And this morning's last word in business is: killer deal.
That's what Acorn Media may feel it's landed. Acorn distributes British TV series in the U.S., and it's now acquired a controlling interest in the estate of Agatha Christie. The late author of murder mysteries has sold billions of books. Those include the classic detective series Miss Marple and Hercule Poirot.
(SOUNDBITE OF AGATHA CHRISTIE MOVIE)
UNIDENTIFIED MAN: (as Hercule Poirot) However, there is someone in this room who denied to him this pleasure.
It's MORNING EDITION from NPR News. Good morning, I'm Steve Inskeep.
RENEE MONTAGNE, HOST:
And I'm Renee Montagne.
The battle over social issues in the Republican presidential primaries has extended through most of another week. This time the flashpoint was a remark by Mitt Romney. The former Massachusetts governor said he opposed, and then clarified that he actually favors, legislation involving contraception.
NPR's Tamara Keith reports it was not what Romney intended to discuss in Ohio.
Campaigning in Tennessee Wednesday, GOP presidential candidate Rick Santorum's camp took the opportunity to slam rival Mitt Romney for having a "liberal Record" on freedom of religion. At Nashville's Belmont University, Santorum spoke about his own views of religious freedom.
Later this month, an election will be held to select Hong Kong's next chief executive. The race has been tarnished with accusations of extra-marital affairs and conflicts of interest. As the local press puts it: Beijing has lost control of the puppet strings.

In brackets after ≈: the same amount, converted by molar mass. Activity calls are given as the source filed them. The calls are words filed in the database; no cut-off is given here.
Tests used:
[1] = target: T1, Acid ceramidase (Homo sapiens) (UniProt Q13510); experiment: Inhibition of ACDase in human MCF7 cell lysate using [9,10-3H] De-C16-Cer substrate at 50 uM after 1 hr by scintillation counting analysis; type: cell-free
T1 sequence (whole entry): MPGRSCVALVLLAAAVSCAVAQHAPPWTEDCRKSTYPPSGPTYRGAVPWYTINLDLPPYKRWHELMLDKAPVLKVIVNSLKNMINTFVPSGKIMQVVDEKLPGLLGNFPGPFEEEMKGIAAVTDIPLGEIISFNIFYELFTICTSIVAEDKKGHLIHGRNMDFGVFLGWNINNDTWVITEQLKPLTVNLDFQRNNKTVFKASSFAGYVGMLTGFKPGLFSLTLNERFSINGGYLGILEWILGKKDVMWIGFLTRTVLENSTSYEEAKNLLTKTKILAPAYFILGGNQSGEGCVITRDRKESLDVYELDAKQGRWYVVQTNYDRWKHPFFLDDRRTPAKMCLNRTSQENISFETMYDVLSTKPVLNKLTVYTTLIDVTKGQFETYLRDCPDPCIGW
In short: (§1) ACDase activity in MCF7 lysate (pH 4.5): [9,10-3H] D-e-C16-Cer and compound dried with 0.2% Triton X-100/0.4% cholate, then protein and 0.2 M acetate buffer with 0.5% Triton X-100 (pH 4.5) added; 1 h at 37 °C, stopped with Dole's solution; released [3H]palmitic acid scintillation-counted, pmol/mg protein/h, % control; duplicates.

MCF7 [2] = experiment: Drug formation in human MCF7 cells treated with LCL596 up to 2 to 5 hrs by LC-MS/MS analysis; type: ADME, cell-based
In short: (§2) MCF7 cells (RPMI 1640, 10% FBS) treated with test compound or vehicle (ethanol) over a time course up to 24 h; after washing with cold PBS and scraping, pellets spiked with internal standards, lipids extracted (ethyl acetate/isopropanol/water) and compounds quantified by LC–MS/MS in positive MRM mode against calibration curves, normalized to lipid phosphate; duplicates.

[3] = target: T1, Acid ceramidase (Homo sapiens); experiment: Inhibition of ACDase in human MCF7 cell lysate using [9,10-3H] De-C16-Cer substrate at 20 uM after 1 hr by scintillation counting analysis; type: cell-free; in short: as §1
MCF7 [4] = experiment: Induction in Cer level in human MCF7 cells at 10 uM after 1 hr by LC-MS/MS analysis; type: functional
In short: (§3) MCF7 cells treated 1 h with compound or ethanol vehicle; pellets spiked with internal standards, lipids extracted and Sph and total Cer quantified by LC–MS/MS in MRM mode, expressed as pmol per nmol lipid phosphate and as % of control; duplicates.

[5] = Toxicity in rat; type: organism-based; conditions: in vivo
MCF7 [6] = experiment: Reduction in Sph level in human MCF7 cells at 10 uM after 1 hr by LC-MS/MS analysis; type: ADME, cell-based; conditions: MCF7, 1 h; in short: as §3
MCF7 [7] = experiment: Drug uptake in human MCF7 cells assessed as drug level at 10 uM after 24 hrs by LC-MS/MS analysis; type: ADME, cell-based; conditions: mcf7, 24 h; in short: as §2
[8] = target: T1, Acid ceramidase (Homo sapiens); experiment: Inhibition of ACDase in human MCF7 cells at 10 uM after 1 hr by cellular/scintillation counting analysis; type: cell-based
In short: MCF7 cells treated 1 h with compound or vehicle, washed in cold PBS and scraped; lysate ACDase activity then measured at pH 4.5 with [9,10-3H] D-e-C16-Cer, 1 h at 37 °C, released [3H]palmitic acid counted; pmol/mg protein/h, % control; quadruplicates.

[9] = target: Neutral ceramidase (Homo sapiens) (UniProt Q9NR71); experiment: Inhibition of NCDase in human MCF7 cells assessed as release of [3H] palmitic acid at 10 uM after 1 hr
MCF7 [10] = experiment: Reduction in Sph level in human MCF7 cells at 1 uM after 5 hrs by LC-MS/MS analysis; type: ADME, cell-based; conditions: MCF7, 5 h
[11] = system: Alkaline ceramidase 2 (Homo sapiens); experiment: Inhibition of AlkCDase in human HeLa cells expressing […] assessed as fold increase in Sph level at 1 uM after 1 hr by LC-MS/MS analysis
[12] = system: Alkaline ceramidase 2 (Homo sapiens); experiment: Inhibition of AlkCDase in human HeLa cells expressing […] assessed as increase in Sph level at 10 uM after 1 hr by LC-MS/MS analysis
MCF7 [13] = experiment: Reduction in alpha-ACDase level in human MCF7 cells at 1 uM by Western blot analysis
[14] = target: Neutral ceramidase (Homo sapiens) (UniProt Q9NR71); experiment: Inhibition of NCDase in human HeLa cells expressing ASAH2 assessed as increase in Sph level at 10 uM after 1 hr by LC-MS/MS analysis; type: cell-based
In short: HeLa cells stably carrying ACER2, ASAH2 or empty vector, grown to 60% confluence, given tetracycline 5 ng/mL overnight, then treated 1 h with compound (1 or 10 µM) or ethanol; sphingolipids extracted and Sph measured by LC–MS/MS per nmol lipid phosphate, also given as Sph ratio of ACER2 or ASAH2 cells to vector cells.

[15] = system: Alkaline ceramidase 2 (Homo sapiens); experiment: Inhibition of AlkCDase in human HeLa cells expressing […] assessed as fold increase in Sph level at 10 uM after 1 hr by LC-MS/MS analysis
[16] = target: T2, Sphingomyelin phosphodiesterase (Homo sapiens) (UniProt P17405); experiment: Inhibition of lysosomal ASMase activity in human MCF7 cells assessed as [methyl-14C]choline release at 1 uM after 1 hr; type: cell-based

House Majority leader Eric Cantor is pushing a package of small business bills that also has the support of President Obama. The rare instance of cooperation could mark a change in strategy for the House following historically low approval numbers for Congress and rising poll numbers for the president.
Just when you thought you had the latest in camera technology, along comes something new and shiny and ... rectangular.
It's called the Lytro, and it uses something called "light field technology." In short: You shoot now and focus later.
NPR's resident photo expert, Keith Jenkins, explains: In a nutshell, he says, this camera captures not only the color and the intensity of light — which is what normal cameras do — but also the direction of that light — from every possible angle.
At the Fort Polk military base in the pine forests of central Louisiana, the Army has created a miniature version of Afghanistan — with mock villages and American soldiers working alongside Afghan role-players.
This is the training ground for a new American approach in Afghanistan as the U.S. begins to look ahead to the goal of bringing home the U.S. forces by the end of 2014. The idea is that Afghan forces have to be good enough to defend their country against the Taliban, and to make that happen, the U.S. Army is creating small U.S. training teams at Fort Polk.
Some 75,000 babies are born every day in India. The total population is 1.2 billion and climbing. That's a lot of people to keep track of, and the Indian government has struggled to keep up.
Many Indians, especially the poor, don't have any ID, which makes it increasingly difficult for them to be full participants in a society that is rapidly modernizing. But a new project aims to fix that.